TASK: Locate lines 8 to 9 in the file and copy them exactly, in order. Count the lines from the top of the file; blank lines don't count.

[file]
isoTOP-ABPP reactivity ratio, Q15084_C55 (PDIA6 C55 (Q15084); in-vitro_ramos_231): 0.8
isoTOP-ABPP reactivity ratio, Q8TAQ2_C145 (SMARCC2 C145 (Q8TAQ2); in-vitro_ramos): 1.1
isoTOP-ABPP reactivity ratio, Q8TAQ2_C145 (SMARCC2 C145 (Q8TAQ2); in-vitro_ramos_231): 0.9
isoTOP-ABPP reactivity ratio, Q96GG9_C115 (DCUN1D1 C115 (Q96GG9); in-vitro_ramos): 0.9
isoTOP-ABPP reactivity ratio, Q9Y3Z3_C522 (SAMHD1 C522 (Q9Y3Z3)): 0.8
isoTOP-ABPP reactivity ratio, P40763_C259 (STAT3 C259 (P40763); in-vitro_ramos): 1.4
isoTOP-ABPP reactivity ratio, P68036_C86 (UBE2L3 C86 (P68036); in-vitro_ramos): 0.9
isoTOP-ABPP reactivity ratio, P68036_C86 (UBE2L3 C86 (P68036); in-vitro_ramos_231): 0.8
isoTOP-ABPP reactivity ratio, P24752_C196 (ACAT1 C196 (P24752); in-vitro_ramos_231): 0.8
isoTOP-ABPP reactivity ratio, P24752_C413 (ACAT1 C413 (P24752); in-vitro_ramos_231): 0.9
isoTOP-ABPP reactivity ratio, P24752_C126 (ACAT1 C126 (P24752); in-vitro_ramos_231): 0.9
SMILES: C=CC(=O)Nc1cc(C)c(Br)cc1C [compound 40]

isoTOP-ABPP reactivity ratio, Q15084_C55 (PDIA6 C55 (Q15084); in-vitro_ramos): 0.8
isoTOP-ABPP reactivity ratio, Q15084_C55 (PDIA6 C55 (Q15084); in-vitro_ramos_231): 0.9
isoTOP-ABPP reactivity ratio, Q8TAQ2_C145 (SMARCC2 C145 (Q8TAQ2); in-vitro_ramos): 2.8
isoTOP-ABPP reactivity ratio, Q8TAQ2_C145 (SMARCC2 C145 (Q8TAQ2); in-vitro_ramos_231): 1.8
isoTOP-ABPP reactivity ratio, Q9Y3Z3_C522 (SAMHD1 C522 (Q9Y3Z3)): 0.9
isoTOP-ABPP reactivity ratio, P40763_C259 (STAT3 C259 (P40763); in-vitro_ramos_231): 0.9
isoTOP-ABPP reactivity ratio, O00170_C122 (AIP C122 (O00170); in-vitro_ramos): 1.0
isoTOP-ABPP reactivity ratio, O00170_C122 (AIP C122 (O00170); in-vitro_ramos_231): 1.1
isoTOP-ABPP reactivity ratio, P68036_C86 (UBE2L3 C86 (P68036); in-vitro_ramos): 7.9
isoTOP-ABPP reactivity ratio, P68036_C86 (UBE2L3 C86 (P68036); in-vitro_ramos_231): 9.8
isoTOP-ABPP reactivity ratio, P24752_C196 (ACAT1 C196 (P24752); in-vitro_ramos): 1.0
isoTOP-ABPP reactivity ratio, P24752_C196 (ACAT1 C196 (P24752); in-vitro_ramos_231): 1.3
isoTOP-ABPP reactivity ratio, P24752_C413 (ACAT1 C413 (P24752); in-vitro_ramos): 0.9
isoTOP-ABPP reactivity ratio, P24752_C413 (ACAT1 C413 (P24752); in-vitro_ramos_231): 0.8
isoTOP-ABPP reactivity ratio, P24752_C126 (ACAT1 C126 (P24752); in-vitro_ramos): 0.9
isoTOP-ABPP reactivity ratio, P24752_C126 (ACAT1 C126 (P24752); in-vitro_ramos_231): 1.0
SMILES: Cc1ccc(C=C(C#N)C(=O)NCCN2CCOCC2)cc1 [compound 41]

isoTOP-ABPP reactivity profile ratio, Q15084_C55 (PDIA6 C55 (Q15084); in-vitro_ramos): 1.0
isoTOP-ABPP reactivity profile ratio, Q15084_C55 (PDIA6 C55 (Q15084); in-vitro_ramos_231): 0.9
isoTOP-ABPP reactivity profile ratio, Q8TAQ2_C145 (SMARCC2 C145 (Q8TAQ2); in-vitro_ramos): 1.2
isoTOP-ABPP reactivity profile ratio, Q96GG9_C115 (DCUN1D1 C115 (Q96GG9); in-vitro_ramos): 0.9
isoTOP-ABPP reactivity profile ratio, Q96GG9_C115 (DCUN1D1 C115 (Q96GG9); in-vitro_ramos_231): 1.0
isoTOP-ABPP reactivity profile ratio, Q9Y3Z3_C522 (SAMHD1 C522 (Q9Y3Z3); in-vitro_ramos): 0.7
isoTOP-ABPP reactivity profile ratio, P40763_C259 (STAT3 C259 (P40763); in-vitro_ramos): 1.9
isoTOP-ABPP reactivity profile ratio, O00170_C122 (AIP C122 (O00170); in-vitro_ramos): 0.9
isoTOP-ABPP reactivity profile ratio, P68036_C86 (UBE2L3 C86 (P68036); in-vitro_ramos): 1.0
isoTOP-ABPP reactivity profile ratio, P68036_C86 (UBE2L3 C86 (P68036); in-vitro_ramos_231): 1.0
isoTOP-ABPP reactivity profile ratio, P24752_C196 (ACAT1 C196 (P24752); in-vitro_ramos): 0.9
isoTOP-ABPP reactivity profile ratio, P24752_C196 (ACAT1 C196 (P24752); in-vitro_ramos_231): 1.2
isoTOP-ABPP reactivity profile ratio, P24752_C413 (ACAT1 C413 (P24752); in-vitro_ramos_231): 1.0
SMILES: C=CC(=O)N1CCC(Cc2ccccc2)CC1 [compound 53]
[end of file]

isoTOP-ABPP reactivity ratio, P68036_C86 (UBE2L3 C86 (P68036); in-vitro_ramos_231): 0.8
isoTOP-ABPP reactivity ratio, P24752_C196 (ACAT1 C196 (P24752); in-vitro_ramos_231): 0.8